For example, I recently wanted to write a Selenium IDE test to clear the shopping cart for a web app. To do this, I needed to iterate over all the elements in the cart, set their quantity to 0, and then update the cart. To accomplish the iterative set quantity to 0, we can use the getEval method to run arbitrary JavaScript: selenium.browserbot.getUserWindow()'input[id^="line_item_"][id$="_quantity"]').each(function(elem){elem.value = 0}).

Going through this piece by piece:

  // This gets us the user window.  
  // Older versions might use getCurrentWindow() instead.
  // Gets us down to the document body
  // Because this is a standard Rails app, 
  // body has already been extended with Prototype.
  // select() invokes Prototype's $$() CSS selector.
  // These are CSS3 attribute selectors
  // Basically we want to match id="line_item_*_quantity".
  // May require FireFox >= 3
  // Prototype's Enumerable.each() does the iteration,
  // with an anonymous function setting the values.
  each(function(elem){elem.value = 0})

Wednesday, August 5, 2009

Getting Selenium to wait for Ajax requests

Update: See here for one caveat in using Ajax.activeRequestCount.

Using Selenium IDE to test Ajax, you can usually use a waitFor condition reflecting on DOM elements to tell you when Ajax calls have returned. However, if you just want to wait until all Ajax requests have returned without relying on testing against page elements, there is this approach:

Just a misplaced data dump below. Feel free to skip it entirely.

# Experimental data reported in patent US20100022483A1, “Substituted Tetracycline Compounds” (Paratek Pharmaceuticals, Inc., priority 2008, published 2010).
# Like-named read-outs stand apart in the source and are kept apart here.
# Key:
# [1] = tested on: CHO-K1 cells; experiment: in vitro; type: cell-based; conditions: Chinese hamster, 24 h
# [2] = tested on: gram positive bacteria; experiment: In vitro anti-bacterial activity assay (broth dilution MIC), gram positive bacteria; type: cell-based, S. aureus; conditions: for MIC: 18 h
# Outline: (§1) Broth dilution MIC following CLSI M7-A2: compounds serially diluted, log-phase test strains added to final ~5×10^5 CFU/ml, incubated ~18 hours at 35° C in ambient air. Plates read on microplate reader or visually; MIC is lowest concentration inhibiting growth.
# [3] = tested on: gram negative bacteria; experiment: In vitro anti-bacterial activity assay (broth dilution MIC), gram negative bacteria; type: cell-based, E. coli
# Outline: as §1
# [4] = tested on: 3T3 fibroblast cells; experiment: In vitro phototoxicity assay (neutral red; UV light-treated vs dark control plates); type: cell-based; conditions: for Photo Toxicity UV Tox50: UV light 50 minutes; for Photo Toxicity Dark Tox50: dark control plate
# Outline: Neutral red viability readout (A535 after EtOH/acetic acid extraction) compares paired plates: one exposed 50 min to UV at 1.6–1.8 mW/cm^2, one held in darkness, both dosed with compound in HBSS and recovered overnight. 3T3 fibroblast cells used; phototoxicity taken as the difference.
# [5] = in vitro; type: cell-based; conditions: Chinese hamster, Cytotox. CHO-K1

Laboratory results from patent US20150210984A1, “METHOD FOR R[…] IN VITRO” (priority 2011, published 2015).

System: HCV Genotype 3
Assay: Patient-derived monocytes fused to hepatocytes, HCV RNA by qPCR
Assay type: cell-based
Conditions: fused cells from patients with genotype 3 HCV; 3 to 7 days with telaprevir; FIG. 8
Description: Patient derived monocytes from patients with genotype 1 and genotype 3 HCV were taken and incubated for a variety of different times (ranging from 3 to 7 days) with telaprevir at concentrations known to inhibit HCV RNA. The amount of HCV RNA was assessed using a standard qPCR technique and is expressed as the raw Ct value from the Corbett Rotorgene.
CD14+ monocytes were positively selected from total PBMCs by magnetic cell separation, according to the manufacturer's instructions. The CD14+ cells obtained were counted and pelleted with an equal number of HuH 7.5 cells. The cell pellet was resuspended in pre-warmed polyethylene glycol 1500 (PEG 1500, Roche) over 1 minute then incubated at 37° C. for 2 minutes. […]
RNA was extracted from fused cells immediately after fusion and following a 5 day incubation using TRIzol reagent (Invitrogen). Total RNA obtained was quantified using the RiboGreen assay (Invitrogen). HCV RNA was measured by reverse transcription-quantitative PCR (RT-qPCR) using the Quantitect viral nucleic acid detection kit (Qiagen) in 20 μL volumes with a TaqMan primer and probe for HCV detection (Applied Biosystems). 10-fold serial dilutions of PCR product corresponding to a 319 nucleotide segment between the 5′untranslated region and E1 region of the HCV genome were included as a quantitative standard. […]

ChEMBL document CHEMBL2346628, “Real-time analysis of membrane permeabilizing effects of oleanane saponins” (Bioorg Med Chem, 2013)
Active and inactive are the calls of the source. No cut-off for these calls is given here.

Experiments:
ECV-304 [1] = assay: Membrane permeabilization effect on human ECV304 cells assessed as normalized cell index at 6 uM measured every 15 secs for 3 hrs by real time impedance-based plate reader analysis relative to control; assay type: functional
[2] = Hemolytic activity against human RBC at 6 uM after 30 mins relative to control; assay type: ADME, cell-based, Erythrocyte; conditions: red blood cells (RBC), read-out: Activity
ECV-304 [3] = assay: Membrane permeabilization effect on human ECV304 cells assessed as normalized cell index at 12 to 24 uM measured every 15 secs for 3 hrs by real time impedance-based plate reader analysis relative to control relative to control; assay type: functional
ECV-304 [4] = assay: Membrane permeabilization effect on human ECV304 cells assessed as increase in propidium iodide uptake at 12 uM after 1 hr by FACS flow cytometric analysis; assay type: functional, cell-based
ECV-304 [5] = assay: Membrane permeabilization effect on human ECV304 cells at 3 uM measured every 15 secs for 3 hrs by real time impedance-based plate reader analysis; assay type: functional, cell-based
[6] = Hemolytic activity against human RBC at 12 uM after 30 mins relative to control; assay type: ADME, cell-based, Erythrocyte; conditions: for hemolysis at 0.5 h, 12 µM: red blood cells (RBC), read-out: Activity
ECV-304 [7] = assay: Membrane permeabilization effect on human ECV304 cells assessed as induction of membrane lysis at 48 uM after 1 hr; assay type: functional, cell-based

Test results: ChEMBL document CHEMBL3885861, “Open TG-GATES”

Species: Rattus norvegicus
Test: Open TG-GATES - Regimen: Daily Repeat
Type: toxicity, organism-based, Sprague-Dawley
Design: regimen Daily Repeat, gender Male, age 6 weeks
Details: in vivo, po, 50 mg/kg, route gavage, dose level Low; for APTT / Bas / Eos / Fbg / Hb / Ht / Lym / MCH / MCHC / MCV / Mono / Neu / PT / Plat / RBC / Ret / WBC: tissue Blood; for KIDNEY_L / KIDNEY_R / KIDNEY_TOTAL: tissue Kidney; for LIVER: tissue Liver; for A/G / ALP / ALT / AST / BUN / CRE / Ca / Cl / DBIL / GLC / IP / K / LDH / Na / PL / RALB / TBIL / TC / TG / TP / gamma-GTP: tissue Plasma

Command: waitForCondition
Target:  selenium.browserbot.getUserWindow().Ajax.activeRequestCount == 0
Value:   10000
This works for Prototype based Ajax pages, e.g. standard Rails. If you're using a different JavaScript library, you'll need to use a different call; see here for some possibilities.

(For earlier versions of Selenium, you might need to use getCurrentWindow() instead.)

Getting revision number in Tortoise Svn

Going back to earlier revisions in Subversion

There are basically two different scenarios where you will want to rewind (AKA roll back, revert) your code base to an earlier version.
  1. You just want to have an earlier version of the code, but don't need to work-on / commit-against the earlier revision.
  2. You actually want to roll your project back to an earlier version and then work-on / commit-against the project with the earlier revision as your starting point.
To accomplish #1, you simply update your code back to the earlier revision (yeah, it's an update operation even though you're going backwards). Alternatively, if you want to be very antiseptic, you could checkout the earlier revision.

#2 is considerably more complicated. There are hacky ways to handle it, but the "proper" method is described here:

Monday, August 3, 2009

next as a way to return from a block

In Ruby, you can't return from a block with return; this will instead return from the enclosing method; if there is no enclosing method (i.e. you are at toplevel), this will throw an error.

However, the Ruby next statement takes an argument, and seems to work as a means to return from a block without breaking out of any enclosing context.


def yielder
 ret = yield
 puts 'After yield'
 return ret

Now from irb:

=> "1.8.6"

>> yielder{1}
After yield
=> 1

>> yielder{return 1} # This tries to return from toplevel...
LocalJumpError: unexpected return

>> yielder{break 1} # This breaks completely out of the call to yielder...
=> 1

>> yielder{next 1; puts 'In block'} # Aha! This breaks out of the block but stays in the method!
After yield
=> 1

As an example of how this can be useful:

  mixed_collection.sort do |x,y|
    next <=> if x.class != y.class
    x <=> y

My main question at this point is, does this work in Ruby 1.9?

Update: Works in Ruby 1.9.1